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Landmark moment for UK games industry as tax relief gets approval


First announced in the 2012 budget, relief could now bring £188m into UK games industry

The UK’s games industry has been given a massive boost after the European Commission granted it cultural tax relief, which could bring an extra £188m into the sector.

Under the policy, games companies will be able to claim back up to 25 per cent of a game’s development costs.

Tiga, an industry body which has lobbied heavily for a tax relief scheme for games, said the decision would help the UK reach “the forefront of video game development”.

The scheme was originally announced in George Osborne’s 2012 budget, but was delayed when the European Commission launched an investigation. At the time it argued if the UK games industry didn’t need tax assistance but has since found it would “decline considerably” without help.

“Our initial doubts have been dispelled. The proposed aid for video games is indeed focusing on a small number of distinctive, culturally British games which have increasing difficulties to find private financing,” said Joaquin Almunia, vice president in charge of competition policy at the Commission.

Games developers will receive tax breaks on a points based system, with points awarded for setting a game in the UK or other EEA country, using UK or EEA characters and hiring UK staff.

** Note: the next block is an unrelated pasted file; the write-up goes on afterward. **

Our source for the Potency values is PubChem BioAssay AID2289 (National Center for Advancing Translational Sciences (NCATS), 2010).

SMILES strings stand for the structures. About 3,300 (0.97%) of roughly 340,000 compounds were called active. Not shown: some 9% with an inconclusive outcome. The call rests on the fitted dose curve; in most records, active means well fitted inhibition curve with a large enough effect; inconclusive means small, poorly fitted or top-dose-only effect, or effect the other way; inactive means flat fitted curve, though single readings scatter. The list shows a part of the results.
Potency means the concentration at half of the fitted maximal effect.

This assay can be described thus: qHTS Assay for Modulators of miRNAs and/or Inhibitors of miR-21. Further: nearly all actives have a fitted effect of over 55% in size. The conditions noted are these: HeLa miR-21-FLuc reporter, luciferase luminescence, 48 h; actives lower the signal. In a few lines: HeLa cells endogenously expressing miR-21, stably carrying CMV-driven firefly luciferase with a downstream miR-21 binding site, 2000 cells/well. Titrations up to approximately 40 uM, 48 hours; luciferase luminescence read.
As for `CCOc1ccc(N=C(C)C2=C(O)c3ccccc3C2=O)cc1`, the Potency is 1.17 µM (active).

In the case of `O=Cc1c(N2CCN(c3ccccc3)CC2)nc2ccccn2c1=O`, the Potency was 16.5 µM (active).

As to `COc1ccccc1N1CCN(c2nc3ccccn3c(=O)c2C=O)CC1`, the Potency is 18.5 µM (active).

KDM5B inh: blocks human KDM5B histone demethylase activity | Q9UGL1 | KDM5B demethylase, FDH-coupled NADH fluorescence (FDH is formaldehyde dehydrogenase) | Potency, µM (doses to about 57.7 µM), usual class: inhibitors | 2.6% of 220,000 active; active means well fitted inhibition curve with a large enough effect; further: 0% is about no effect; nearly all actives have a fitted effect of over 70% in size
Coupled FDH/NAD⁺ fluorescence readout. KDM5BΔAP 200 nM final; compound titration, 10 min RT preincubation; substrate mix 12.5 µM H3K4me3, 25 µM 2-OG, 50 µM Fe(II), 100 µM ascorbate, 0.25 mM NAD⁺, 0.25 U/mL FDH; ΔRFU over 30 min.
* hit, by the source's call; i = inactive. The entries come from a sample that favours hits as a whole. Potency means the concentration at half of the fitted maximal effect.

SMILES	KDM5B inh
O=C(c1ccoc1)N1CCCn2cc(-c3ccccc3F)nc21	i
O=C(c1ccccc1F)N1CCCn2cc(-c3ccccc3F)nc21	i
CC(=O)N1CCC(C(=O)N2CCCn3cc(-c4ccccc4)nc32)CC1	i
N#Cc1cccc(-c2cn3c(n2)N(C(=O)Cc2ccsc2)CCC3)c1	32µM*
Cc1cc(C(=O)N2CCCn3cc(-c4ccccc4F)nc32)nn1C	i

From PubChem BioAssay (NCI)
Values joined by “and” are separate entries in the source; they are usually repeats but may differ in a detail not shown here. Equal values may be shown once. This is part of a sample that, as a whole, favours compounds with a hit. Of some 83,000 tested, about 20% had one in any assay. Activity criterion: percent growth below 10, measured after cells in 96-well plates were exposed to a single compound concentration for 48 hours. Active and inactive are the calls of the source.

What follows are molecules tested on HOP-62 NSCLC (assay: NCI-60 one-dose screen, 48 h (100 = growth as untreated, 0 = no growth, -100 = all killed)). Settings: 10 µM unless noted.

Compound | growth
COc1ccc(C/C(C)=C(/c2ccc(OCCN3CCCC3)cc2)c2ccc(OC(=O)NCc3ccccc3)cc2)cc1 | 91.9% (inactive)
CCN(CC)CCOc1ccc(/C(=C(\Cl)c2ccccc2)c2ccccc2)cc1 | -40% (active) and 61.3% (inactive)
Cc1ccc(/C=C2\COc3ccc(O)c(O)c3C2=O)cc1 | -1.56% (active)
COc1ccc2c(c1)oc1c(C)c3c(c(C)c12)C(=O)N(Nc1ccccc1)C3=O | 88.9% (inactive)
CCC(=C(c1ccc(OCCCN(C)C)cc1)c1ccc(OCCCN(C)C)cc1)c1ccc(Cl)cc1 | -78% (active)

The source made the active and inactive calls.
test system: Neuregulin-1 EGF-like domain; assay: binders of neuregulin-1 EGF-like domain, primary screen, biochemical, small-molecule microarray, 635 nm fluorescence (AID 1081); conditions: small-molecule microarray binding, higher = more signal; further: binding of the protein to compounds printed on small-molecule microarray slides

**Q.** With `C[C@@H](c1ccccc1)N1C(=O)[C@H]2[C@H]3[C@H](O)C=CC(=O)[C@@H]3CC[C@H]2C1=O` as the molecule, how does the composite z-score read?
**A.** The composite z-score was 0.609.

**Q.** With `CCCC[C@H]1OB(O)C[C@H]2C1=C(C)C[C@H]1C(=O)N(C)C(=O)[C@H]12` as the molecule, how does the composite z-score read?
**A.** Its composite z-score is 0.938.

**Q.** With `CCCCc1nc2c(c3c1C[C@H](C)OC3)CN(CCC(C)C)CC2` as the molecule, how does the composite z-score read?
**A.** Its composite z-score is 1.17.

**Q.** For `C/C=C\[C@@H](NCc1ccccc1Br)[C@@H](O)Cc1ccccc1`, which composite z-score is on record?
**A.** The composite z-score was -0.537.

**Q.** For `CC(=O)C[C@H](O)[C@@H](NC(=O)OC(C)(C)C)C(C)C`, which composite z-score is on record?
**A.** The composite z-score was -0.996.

As well as bringing in an extra £188m over the next five years more than 4,600 jobs will also be safeguarded, Tiga claimed.

UKIE, which represents game developers in the UK, said the news was a great moment for the industry:

“This is a huge boost to the UK games and interactive entertainment sector and the start of a great new era of games production in the UK,” said CEO Jo Twist. “We are delighted the European Commission recognised the clear market failure for the production of games with a British and European flavour, using UK-based creative and highly skilled talent.”

Companies looking for more information about the new games tax relief scheme should read UKIE’s ‘need to know’ PDF, available here.

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